Brian Asbury looks at Darwin’s life and work and suggests classroom ideas for studying the man and his theories in a primary science context

HMS Beagle
One such expedition was a planned voyage by HMS Beagle to map the coastline of South America, and Darwin managed to get himself a recommendation to sail on the Beagle as naturalist. The Beagle set sail on 27 December 1831 on a voyage that would last five years and write Charles Darwin’s name into the history books.

The voyage
Darwin spent two-thirds of the voyage on land, carefully recording geological features, fossils and living organisms, and collecting many specimens, many of them new to science at that time. He made extensive notes, which would later prove invaluable, and he also wrote a journal for his family, which was later published as The Voyage of the Beagle.

However, it was when the Beagle visited the Galápagos Islands, off the coast of Ecuador, that Charles became most intrigued about the origins of the living things he encountered. He discovered many species of finches (14 in all), mockingbirds and other types of birds, and he noticed that these birds differed from one another depending on which island they came from. He realised that although they had many similarities, they were actually different species.  His observations of birds, tortoises and other animals which were similar but seemed to have differences caused by living apart from one another on these small isolated islands, seemed, as he described it, to ‘undermine the stability of species’. In other words, perhaps species were not fixed in one form as had previously been thought, but changed over time. Perhaps these different species had at one time been the same, before they were isolated from one another. Such considerations, Darwin later wrote, ‘seemed to me to throw some light on the origin of species’.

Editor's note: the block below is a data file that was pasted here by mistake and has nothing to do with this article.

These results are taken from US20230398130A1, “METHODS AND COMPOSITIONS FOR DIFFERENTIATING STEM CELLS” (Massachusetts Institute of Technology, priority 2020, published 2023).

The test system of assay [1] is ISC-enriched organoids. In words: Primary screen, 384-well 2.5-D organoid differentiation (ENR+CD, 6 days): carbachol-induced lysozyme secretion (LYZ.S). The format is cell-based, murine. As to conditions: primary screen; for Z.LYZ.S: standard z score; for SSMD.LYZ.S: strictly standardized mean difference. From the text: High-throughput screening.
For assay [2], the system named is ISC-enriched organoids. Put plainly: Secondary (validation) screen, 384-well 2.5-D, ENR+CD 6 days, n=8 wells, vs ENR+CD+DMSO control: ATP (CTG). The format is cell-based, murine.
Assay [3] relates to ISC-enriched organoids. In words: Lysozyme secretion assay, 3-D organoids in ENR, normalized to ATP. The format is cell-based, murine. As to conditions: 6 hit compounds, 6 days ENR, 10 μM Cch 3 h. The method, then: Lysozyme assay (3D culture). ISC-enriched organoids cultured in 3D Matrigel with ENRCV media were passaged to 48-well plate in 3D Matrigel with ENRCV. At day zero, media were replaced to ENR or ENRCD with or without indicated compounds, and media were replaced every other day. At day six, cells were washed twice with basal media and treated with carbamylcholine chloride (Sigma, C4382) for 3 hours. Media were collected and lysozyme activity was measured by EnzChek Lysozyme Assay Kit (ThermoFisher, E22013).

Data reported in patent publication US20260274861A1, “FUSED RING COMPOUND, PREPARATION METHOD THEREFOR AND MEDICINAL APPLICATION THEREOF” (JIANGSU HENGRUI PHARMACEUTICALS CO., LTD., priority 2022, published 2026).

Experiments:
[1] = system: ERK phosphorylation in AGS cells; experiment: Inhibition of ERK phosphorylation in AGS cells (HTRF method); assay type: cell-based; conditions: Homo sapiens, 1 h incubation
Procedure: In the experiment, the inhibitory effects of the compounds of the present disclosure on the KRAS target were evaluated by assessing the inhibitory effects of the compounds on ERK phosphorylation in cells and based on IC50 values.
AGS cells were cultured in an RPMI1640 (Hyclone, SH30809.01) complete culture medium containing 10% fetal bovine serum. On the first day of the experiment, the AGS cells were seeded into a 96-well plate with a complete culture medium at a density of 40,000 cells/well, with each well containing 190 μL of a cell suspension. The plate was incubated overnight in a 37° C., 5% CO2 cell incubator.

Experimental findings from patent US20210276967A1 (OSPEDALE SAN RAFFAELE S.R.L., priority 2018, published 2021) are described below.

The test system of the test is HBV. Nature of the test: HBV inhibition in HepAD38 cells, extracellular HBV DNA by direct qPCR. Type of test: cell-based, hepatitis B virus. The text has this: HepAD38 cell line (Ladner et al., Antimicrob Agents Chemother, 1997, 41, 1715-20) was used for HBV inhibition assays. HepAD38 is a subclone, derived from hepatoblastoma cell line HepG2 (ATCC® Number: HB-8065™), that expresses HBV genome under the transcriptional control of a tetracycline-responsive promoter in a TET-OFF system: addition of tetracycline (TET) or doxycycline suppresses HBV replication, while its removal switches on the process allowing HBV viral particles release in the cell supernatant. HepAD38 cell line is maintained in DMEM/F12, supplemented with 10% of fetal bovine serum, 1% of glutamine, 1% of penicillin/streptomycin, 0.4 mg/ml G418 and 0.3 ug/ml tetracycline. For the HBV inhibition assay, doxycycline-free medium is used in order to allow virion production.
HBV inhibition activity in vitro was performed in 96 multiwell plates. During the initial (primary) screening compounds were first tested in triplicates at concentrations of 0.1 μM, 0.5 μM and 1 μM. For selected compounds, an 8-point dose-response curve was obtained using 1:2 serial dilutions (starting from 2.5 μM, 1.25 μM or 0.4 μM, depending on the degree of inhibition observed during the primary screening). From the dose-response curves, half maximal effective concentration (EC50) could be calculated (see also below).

Developing a theory
By 1838, Darwin’s observations about how species seemed to change had developed into his theory of natural selection. He discussed his ideas with several naturalists, but they were controversial and he was wary of upsetting the Establishment. Another 20 years passed before the biologist Alfred Russel Wallace sent Darwin an essay which described the same idea. This finally prompted Darwin to suggest to Wallace that they should both immediately publish their theories and, in 1859, when he was 50 years old, Darwin’s book On the Origin of Species was finally published, telling the world about his theory of how living things evolved over time into new and different species, with everything ultimately descending from a common ancestor billions of years ago.